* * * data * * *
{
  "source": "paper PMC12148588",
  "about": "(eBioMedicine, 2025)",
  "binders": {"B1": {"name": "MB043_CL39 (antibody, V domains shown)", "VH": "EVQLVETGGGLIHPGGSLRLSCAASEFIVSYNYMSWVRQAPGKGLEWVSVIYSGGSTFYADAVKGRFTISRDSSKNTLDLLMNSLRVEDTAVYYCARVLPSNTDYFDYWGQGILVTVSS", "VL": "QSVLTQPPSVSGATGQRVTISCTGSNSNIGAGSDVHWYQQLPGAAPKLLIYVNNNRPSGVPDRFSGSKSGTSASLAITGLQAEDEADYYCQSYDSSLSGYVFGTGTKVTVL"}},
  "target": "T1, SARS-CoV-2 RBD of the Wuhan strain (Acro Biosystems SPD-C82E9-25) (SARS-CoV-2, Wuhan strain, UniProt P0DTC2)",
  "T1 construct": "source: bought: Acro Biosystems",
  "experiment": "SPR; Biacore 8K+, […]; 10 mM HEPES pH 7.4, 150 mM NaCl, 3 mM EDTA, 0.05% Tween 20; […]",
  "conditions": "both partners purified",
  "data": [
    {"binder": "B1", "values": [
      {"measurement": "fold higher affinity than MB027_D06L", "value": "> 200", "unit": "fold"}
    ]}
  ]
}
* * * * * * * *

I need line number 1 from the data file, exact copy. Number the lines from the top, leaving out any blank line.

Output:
{